Let David bless with the Bear—The beginning of victory to the
Lord—to the Lord the perfection of excellence
3 —Hallelujah, Hallelujah, Hallelujah from the heart of God, and from
the hand of the artist inimitable, and from the echo of the heavenly
harp in sweetness magnifical and mighty, Hallelujah, Hallelujah,
4 For I will consider my Cat Jeoffry.
For he is the servant of the Living God, duly and daily serving him.
For at the first glance of the glory of God in the East he worships in his
way. For this is done by wreathing his body seven times round with
elegant quickness. For he knows that God is his Saviour.
For God has blessed him in the variety of his movements.
For there is nothing sweeter than his peace when at rest.
For I am possessed of a cat, surpassing in beauty, from whom I take
5 For the Mouse is a creature of great personal valour.
For—this a true case—Cat takes female mouse—male mouse will not
depart, but stands threat’ning and daring.
. . . If you will let her go, I will engage you, as prodigious a creature as
For the Mouse is a creature of great personal valour.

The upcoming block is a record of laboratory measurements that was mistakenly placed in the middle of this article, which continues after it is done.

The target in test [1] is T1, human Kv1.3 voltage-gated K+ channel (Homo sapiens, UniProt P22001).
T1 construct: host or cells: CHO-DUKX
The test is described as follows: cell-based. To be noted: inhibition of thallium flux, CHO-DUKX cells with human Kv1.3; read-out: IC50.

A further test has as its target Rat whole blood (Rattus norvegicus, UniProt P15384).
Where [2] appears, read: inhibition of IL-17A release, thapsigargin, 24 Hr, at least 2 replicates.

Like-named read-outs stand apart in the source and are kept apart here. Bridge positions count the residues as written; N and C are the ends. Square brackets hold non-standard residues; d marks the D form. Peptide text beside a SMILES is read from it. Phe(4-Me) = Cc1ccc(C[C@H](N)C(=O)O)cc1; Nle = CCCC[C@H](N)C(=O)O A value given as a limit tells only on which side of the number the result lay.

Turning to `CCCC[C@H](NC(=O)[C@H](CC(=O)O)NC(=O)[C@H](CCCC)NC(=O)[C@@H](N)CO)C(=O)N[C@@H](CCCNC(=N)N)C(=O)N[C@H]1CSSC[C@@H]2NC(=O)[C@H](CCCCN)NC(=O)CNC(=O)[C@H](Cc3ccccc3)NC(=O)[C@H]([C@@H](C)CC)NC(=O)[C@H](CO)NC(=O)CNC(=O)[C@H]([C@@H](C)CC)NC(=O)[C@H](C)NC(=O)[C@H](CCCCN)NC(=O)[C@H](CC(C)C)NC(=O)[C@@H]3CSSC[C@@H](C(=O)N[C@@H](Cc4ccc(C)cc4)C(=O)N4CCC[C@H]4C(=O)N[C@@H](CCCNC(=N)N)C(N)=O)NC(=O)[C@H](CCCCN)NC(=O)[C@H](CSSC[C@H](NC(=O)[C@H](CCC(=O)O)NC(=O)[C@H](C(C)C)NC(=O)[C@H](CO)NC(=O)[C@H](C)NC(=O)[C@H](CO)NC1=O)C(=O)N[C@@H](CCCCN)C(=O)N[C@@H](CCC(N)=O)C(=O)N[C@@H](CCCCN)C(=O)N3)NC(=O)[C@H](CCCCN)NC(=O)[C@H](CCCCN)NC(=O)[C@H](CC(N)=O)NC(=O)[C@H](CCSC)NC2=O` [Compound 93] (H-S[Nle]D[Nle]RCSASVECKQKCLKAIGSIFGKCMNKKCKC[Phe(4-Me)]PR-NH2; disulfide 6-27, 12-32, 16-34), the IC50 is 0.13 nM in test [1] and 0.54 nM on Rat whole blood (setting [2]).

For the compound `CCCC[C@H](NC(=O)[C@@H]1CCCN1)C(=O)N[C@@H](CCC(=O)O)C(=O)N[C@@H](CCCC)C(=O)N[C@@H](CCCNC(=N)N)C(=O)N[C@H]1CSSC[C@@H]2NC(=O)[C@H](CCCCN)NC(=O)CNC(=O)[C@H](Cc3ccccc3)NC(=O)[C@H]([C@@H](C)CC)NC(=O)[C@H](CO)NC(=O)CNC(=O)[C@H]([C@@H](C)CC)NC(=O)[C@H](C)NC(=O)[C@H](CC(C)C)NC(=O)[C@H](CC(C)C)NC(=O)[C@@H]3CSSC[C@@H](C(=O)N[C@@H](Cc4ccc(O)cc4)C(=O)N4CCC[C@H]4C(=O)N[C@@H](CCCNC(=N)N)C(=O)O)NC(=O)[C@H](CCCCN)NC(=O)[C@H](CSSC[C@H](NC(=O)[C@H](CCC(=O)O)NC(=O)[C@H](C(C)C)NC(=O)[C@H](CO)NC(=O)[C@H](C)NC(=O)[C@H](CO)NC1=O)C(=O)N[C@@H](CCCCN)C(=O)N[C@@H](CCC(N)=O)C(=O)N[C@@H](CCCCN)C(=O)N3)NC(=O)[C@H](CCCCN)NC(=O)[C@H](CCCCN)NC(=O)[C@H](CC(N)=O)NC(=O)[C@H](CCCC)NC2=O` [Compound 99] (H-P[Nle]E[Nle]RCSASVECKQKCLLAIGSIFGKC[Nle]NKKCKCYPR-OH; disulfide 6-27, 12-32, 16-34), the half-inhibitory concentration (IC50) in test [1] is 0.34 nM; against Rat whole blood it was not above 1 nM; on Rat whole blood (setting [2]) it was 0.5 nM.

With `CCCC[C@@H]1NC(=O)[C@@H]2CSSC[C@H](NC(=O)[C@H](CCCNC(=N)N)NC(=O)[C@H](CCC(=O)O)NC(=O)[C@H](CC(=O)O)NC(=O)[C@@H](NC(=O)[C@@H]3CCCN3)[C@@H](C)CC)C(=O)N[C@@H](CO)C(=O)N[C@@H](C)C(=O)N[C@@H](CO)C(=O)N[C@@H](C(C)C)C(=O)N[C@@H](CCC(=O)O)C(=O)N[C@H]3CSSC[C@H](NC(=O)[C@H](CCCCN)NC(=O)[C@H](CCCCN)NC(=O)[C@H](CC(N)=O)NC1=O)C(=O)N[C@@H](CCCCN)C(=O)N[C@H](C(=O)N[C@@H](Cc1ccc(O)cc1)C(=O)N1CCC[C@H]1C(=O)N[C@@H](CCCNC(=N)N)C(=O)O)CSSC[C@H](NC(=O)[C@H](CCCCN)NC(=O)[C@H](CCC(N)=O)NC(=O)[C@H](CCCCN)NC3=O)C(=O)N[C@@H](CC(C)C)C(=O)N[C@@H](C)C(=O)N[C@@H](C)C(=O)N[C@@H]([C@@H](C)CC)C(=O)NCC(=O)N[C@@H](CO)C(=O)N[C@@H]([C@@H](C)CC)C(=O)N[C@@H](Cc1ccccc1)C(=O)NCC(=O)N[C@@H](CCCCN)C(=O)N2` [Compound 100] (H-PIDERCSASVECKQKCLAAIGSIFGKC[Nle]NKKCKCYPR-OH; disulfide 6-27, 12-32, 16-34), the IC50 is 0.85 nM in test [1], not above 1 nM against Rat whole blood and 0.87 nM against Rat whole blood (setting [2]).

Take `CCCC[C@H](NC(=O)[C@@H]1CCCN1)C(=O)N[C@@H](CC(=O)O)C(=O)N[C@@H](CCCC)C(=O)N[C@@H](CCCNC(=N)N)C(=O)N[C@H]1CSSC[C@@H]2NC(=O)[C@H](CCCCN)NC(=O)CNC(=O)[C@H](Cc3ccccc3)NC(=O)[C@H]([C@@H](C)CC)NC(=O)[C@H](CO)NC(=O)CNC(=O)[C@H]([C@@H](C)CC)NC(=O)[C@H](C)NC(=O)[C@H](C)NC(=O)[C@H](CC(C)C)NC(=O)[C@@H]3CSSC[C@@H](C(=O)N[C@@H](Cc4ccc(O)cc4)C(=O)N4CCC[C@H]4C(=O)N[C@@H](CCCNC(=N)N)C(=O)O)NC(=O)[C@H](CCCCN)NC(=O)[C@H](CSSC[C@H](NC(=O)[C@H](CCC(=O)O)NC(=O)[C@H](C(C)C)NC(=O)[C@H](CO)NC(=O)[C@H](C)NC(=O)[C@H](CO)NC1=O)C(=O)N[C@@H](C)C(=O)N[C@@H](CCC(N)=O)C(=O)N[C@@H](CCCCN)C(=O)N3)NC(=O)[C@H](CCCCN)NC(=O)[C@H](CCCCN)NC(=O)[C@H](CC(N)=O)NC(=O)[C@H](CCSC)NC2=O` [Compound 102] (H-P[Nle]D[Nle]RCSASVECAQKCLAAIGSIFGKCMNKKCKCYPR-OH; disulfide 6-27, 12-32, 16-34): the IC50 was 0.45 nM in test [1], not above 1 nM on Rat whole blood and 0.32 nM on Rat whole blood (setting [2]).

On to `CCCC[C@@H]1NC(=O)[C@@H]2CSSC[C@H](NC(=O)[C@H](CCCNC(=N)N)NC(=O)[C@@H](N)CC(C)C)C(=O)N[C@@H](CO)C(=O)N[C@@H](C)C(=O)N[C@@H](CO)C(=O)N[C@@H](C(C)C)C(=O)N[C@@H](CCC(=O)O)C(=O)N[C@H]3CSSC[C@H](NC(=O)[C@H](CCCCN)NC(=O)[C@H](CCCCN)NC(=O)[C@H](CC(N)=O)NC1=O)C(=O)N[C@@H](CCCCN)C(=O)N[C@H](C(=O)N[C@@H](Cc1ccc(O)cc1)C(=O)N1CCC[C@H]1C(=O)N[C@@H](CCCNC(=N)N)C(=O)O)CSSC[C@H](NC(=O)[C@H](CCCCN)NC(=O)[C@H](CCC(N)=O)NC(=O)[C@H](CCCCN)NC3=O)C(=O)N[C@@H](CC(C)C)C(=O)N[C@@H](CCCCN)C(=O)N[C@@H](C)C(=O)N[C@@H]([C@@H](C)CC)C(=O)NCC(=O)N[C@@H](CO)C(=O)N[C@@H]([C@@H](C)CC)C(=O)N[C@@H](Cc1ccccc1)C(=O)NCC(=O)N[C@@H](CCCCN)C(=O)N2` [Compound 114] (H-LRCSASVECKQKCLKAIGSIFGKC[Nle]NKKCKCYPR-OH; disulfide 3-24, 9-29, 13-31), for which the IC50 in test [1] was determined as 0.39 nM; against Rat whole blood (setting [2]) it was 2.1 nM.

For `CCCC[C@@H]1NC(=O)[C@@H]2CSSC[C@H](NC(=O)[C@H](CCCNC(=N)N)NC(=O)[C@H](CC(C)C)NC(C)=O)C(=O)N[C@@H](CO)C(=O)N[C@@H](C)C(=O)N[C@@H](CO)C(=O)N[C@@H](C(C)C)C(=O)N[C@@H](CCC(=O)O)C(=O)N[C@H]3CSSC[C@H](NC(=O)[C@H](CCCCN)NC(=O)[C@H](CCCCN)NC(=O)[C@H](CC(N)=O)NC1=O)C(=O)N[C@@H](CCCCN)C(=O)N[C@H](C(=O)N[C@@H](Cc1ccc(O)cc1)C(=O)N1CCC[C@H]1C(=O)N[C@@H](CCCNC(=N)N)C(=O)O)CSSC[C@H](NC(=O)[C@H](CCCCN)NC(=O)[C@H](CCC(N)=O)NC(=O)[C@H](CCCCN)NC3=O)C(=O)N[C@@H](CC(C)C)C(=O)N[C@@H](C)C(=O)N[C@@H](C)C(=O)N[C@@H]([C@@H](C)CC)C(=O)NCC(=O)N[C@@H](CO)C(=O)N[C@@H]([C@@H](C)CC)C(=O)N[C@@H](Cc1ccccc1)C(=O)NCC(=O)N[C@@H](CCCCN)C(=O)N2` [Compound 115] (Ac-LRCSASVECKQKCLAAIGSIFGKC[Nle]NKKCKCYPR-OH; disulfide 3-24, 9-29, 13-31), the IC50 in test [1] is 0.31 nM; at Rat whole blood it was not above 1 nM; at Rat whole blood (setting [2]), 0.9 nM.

For the Mouse is of an hospitable disposition.
6 For the flowers are great blessings. For the flowers are great blessings.
For the flowers have their angels even the words of God’s Creation.
For the flower glorifies God and the root parries the adversary.
For there is a language of flowers.
For flowers are peculiarly the poetry of Christ.
7 For I am under the same accusation with my Saviour—
For they said, he is besides himself.
For the officers of the peace are at variance with me, and the watchmen
smites me with his staff.
For Silly fellow! Silly fellow! is against me and belongeth neither to me
nor to my family.
For I am in twelve HARDSHIPS, but he that was born of a virgin shall
deliver me out of all, shall deliver me out of all.
RECITATIVE (BASS SOLO) AND CHORUS